W3C home > Mailing lists > Public > public-html@w3.org > September 2013

Re: philosophy Re: Conformance requirements on browsers

From: Simon Pieters <simonp@opera.com>
Date: Mon, 16 Sep 2013 11:08:28 +0200
To: public-html@w3.org, "Jukka K. Korpela" <jukka.k.korpela@kolumbus.fi>, "Charles McCathie Nevile" <chaals@yandex-team.ru>
Message-ID: <op.w3hycey5idj3kv@simons-macbook-pro.local>
On Mon, 16 Sep 2013 07:29:26 +0200, Charles McCathie Nevile  
<chaals@yandex-team.ru> wrote:

>> That can be a valid argument, but, if it is required for compat, its  
>> behavior should be in the spec.
> This assumes that the requirement for compatibility or the spec's  
> coverage
> of everything is sufficiently universal. That seems like a poor
> assumption. If it were true, I would be worried about whether the spec
> would be doing the right task.
> The web is *different* in different countries, languages and markets. The
> extent to which it should meet everyone's requirements is a question of
> judgement. But it would appear that we can judge the question of whether
> it *does* by the extent to which they are prepared to change things to
> meet it. People's perceptions of their market is unlikely to be perfect.  
> I
> believe that includes the Working Group and its editors.
> So the fact that a spec forbids something strikes me as a poor argument
> that it is therefore not needed in some market.

Yes. But that's not what I'm saying. I'm saying the opposite. If some  
vendor makes the case that something is needed for compat in some market,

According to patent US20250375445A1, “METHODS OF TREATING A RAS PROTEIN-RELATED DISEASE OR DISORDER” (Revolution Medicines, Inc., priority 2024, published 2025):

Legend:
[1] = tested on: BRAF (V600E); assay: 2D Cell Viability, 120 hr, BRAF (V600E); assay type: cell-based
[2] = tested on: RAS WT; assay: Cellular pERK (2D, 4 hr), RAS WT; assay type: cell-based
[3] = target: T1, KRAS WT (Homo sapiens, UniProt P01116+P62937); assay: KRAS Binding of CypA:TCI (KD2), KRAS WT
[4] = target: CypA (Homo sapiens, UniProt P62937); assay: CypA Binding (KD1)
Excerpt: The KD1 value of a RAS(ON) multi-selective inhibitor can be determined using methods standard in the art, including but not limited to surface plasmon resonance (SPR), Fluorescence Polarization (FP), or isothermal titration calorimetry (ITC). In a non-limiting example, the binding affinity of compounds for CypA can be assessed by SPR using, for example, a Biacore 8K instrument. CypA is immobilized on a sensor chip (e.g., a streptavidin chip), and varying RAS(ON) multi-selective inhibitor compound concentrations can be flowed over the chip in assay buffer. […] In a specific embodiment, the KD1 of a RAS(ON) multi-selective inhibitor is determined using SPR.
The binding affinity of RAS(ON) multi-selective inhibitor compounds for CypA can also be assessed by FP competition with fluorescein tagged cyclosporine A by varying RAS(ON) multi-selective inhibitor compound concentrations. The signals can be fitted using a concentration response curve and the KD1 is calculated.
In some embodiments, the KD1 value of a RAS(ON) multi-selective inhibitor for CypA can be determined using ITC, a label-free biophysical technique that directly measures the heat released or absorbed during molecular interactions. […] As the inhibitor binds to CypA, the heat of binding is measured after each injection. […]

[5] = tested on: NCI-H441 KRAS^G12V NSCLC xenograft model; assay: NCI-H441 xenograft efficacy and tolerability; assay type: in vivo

we should add it to the spec (assuming other vendors don't object). This  
happens from time to time (e.g. <keygen>).

>> In the case of <bgsound>, Gecko and WebKit never found it being big  
>> enough compat loss not to support it, and Presto even intentionally  
>> dropped support.
> Sure. I fail to see what useful information this provides about whether  
> it
> matters to IE.

What other browsers do is a useful data point when a browser vendor is  
deciding whether to support something or not. It's not the only data  
point, but one that is often used.

> More generally, it still appears that the assertion "things not permitted
> by the spec are forbidden" is basically untrue,

Not in general, I think. In general, the spec requires what to do, and  
what it doesn't say must not be done. In the case of supporting elements  
not defined in the spec, the spec allows it with a "should not".

> and that the assertion
> that supporting elements not defined in the HTML5 spec (or in WHAT-WG
> drafts as of today) makes a browser non-conformant is explicitly untrue.

Yes. But a UA claiming to be conforming would have to state what the  
reasons are for violating the "should not" in order to be convincing. :-)

> For what it's worth, that seems like the right situation to me.

Simon Pieters
Opera Software
Received on Monday, 16 September 2013 09:09:06 UTC

This archive was generated by hypermail 2.4.0 : Saturday, 9 October 2021 18:46:05 UTC